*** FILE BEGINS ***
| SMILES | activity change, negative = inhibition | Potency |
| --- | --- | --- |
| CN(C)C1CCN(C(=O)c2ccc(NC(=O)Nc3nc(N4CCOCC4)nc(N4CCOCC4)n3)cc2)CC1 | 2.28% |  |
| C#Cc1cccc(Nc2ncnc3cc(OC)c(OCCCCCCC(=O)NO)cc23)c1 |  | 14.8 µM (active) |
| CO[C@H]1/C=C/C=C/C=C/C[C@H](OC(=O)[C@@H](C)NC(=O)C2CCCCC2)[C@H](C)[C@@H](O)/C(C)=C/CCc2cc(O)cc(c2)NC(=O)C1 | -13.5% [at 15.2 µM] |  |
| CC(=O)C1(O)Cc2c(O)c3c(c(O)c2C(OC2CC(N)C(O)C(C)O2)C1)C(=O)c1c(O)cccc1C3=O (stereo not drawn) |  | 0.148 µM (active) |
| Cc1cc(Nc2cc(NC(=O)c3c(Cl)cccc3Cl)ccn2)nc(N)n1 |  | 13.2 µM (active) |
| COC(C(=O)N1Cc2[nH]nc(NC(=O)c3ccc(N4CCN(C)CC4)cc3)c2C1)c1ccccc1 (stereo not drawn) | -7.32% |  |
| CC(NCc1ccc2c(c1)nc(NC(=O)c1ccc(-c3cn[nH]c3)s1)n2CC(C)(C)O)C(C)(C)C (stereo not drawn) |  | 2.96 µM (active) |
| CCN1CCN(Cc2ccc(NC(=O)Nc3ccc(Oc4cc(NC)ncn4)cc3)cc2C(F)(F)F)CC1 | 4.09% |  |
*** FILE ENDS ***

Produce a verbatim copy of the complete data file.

| SMILES | activity change, negative = inhibition | Potency |
| --- | --- | --- |
| CN(C)C1CCN(C(=O)c2ccc(NC(=O)Nc3nc(N4CCOCC4)nc(N4CCOCC4)n3)cc2)CC1 | 2.28% |  |
| C#Cc1cccc(Nc2ncnc3cc(OC)c(OCCCCCCC(=O)NO)cc23)c1 |  | 14.8 µM (active) |
| CO[C@H]1/C=C/C=C/C=C/C[C@H](OC(=O)[C@@H](C)NC(=O)C2CCCCC2)[C@H](C)[C@@H](O)/C(C)=C/CCc2cc(O)cc(c2)NC(=O)C1 | -13.5% [at 15.2 µM] |  |
| CC(=O)C1(O)Cc2c(O)c3c(c(O)c2C(OC2CC(N)C(O)C(C)O2)C1)C(=O)c1c(O)cccc1C3=O (stereo not drawn) |  | 0.148 µM (active) |
| Cc1cc(Nc2cc(NC(=O)c3c(Cl)cccc3Cl)ccn2)nc(N)n1 |  | 13.2 µM (active) |
| COC(C(=O)N1Cc2[nH]nc(NC(=O)c3ccc(N4CCN(C)CC4)cc3)c2C1)c1ccccc1 (stereo not drawn) | -7.32% |  |
| CC(NCc1ccc2c(c1)nc(NC(=O)c1ccc(-c3cn[nH]c3)s1)n2CC(C)(C)O)C(C)(C)C (stereo not drawn) |  | 2.96 µM (active) |
| CCN1CCN(Cc2ccc(NC(=O)Nc3ccc(Oc4cc(NC)ncn4)cc3)cc2C(F)(F)F)CC1 | 4.09% |  |